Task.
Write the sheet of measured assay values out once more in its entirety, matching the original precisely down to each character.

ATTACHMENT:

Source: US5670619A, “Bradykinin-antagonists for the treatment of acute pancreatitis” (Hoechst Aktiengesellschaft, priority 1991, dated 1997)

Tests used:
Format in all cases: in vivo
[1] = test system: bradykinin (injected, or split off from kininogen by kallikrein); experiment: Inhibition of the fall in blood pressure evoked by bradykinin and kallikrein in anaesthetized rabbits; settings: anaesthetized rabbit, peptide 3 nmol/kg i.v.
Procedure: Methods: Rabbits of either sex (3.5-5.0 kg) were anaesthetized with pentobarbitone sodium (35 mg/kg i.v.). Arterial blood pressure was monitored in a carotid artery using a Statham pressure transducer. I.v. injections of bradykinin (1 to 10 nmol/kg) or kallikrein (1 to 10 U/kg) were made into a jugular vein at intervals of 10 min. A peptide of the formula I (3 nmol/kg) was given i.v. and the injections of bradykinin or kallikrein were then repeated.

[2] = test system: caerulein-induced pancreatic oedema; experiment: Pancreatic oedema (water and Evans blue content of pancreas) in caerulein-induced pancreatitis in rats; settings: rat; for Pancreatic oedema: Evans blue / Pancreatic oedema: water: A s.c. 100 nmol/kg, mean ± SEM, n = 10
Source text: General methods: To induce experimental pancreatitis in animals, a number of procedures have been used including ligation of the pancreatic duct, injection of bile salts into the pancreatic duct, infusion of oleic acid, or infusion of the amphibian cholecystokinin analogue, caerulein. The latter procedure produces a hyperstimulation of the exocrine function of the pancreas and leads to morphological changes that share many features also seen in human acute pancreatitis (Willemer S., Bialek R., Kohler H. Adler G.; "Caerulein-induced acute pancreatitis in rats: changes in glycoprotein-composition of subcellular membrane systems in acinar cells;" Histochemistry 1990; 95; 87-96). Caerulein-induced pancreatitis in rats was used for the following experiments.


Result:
Source: US5670619A, “Bradykinin-antagonists for the treatment of acute pancreatitis” (Hoechst Aktiengesellschaft, priority 1991, dated 1997)

Tests used:
Format in all cases: in vivo
[1] = test system: bradykinin (injected, or split off from kininogen by kallikrein); experiment: Inhibition of the fall in blood pressure evoked by bradykinin and kallikrein in anaesthetized rabbits; settings: anaesthetized rabbit, peptide 3 nmol/kg i.v.
Procedure: Methods: Rabbits of either sex (3.5-5.0 kg) were anaesthetized with pentobarbitone sodium (35 mg/kg i.v.). Arterial blood pressure was monitored in a carotid artery using a Statham pressure transducer. I.v. injections of bradykinin (1 to 10 nmol/kg) or kallikrein (1 to 10 U/kg) were made into a jugular vein at intervals of 10 min. A peptide of the formula I (3 nmol/kg) was given i.v. and the injections of bradykinin or kallikrein were then repeated.

[2] = test system: caerulein-induced pancreatic oedema; experiment: Pancreatic oedema (water and Evans blue content of pancreas) in caerulein-induced pancreatitis in rats; settings: rat; for Pancreatic oedema: Evans blue / Pancreatic oedema: water: A s.c. 100 nmol/kg, mean ± SEM, n = 10
Source text: General methods: To induce experimental pancreatitis in animals, a number of procedures have been used including ligation of the pancreatic duct, injection of bile salts into the pancreatic duct, infusion of oleic acid, or infusion of the amphibian cholecystokinin analogue, caerulein. The latter procedure produces a hyperstimulation of the exocrine function of the pancreas and leads to morphological changes that share many features also seen in human acute pancreatitis (Willemer S., Bialek R., Kohler H. Adler G.; "Caerulein-induced acute pancreatitis in rats: changes in glycoprotein-composition of subcellular membrane systems in acinar cells;" Histochemistry 1990; 95; 87-96). Caerulein-induced pancreatitis in rats was used for the following experiments.